One of these is the decision to make the encounter with the Architect into a significant end goal. There’s no need to visit the elaborate machine mainframe environment, because we can visit the Architect at that point instead and it serves the same purpose! And the removal of the Trinity-death subplot means that Neo’s motivations change significantly, because his recurring visions of HIS OWN death from the end of Revolutions (in place of the visions of Trinity’s death) give him a totally different kind of internal conflict. When he says he doesn’t know what he’s supposed to do and is reluctant to open up to Trinity, it’s for different reasons – he knows he’s going to die if he chooses to face Smith. In his discussion with the Architect, he finds the courage to open the door anyway, returning from there to face Smith in the matrix, even though he already knows the end result – he’s doing it because he wants to make a choice. I’d say “choice” is what this edit really boils down to and emphasizes far more than the original films, and it’s where this really shines – the Architect makes it clear that the problem is human choice – it’s something that the machines can’t wrap their brains around. So, it works extremely well when immediately after this discussion Neo returns to face Smith, because after being beaten he continues to struggle and attempt to fight, and when Smith asks him why, Neo says it’s because he chooses to. This is all thematically rock solid, and I really applaud Dangermouse for this combined sequence. There are a number of great things like this that refocus the story on something new, and give the remaining action sequences more meaning. I also really liked that the real-world-Smith character was entirely removed – a fantastic idea.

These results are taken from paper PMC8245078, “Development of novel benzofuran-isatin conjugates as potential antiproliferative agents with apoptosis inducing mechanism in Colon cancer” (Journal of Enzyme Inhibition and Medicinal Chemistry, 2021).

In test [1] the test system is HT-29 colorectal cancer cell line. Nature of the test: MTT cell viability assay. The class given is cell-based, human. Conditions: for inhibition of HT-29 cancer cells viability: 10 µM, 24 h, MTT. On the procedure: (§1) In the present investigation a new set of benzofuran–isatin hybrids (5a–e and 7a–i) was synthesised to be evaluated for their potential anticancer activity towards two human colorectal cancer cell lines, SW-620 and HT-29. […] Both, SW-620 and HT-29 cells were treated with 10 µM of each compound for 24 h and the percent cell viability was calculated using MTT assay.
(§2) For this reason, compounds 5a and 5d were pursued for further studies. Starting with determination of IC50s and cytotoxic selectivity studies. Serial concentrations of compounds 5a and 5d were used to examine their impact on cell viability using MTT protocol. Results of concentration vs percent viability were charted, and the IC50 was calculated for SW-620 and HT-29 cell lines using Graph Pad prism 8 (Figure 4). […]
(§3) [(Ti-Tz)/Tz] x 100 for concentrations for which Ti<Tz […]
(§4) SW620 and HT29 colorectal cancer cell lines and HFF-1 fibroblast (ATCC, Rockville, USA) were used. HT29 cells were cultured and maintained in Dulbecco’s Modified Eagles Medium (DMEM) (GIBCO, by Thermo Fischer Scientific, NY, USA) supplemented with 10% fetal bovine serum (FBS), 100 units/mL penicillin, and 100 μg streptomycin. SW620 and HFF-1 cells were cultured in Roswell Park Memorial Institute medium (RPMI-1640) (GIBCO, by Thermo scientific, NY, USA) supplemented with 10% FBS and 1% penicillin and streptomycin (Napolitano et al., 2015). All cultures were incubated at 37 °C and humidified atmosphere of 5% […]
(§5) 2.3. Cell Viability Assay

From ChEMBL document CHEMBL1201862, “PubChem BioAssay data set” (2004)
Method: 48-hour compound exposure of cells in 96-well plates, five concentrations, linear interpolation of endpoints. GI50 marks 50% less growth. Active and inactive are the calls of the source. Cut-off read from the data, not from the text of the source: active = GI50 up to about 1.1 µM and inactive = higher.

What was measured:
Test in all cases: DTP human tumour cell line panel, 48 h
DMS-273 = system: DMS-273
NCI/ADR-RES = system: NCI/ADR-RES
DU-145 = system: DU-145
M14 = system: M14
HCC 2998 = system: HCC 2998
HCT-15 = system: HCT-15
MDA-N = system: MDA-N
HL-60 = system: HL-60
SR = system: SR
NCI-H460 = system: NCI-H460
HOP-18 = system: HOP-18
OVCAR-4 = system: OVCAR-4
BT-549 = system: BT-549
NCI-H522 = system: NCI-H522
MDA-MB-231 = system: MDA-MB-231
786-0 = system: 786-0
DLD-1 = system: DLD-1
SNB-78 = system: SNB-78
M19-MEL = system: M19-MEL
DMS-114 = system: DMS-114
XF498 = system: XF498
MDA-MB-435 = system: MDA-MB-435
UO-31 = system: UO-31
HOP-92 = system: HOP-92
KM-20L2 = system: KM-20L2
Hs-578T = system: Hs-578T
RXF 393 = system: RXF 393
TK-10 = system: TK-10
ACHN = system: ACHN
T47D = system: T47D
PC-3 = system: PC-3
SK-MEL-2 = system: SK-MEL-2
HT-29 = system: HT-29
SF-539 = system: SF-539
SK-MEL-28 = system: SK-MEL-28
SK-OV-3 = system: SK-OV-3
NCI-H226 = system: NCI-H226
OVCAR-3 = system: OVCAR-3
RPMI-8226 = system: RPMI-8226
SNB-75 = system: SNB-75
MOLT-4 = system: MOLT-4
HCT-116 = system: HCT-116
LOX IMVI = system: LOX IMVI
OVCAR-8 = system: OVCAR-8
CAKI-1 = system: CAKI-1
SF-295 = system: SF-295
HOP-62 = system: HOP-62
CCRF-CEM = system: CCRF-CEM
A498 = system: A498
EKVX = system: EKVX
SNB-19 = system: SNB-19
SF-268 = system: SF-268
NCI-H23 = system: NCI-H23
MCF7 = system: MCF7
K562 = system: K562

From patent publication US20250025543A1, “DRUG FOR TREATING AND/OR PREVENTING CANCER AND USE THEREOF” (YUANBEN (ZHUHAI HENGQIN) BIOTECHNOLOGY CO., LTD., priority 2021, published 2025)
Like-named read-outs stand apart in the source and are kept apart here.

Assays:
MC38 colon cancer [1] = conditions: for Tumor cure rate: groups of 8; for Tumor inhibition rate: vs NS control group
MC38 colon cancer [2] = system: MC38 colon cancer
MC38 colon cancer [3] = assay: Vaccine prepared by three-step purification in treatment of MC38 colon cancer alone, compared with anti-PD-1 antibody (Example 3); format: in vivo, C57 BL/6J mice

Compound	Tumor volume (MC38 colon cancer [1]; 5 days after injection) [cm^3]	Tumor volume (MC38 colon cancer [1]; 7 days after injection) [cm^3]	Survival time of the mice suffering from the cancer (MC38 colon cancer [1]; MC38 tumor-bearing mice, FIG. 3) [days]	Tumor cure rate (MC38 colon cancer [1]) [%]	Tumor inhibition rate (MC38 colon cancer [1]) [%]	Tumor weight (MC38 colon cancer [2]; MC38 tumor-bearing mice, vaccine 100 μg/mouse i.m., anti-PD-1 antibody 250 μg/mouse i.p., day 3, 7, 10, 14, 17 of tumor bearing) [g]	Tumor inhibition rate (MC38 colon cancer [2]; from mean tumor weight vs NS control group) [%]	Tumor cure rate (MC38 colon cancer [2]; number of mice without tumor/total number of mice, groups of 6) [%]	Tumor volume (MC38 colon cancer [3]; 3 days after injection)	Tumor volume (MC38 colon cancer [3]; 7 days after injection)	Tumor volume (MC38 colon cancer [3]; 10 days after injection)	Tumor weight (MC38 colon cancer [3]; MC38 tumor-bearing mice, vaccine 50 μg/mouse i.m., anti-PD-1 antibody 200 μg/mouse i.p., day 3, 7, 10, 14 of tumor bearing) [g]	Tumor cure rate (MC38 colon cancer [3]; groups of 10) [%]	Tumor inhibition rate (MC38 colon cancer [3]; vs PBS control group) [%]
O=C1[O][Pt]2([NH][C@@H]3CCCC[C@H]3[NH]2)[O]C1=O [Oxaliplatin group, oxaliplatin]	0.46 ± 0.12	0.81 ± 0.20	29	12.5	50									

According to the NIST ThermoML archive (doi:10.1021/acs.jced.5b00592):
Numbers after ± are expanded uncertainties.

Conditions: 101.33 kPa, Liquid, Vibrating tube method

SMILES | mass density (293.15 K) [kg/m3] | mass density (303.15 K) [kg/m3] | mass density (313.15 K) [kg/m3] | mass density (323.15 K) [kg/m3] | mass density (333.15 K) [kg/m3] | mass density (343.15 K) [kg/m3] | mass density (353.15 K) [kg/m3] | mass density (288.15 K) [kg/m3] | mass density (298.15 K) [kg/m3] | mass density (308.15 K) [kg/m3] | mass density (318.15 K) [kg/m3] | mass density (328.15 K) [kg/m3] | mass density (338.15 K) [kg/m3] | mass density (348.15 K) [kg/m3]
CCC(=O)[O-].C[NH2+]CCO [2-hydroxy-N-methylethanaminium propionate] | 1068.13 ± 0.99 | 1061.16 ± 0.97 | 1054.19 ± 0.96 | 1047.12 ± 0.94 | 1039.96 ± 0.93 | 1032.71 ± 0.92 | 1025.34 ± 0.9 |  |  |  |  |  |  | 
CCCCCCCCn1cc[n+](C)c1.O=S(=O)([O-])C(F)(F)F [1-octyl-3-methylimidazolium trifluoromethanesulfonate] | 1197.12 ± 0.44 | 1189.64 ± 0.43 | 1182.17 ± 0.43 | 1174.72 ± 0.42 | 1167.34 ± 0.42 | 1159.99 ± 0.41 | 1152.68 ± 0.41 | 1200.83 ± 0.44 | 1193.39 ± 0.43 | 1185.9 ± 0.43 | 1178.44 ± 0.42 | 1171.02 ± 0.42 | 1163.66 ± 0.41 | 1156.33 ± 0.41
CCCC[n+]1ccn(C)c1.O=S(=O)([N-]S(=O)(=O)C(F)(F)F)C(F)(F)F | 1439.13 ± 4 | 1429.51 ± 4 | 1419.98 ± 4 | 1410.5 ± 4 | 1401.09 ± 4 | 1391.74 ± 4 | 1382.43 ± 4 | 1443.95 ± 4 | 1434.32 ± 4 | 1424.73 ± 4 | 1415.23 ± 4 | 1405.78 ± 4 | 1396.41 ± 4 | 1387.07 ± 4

However, there are parts that I think don’t work very well at all. I can’t really nitpick about some of the hard cuts that come late in the story because they simply have to be there – the stories of the two films have diverged so much by that point that putting them together is going to mean an awful lot of jumping around. Too much, really. At the end, there are like 6 different locations with simultaneous events – so many that Dangermouse has to have a constant “location” identifier text message appear at the start of each scene, telling us where we are now and what certain groups of characters are doing, and how long it is until a certain event will occur that was mentioned earlier. If I look at this edit alone and try to forget the original films, that process just doesn’t work well; if there needs to be a message to tell us what characters are doing in each scene, the movie itself isn’t doing a good enough job at communication. Without those messages I would have been utterly lost, which makes me think there must have been a way to streamline things a bit more. There are just way too many characters at the end, characters from both films. Perhaps somehow removing some of these characters entirely would have helped, or making it so some things happen in sequence instead of simultaneously. Other reviews here are saying a solution might be to cut LESS – but since the story this edit is telling is basically something new, I might even cut MORE – whatever it takes to focus in even tighter on the characters and storylines that really matter here, if just so we don’t need that text. Some of the subplots that were kept in really only seemed to be there to show how a character got from one place to another. I’m not sure how an issue like that could be resolved with the available footage, but there it is.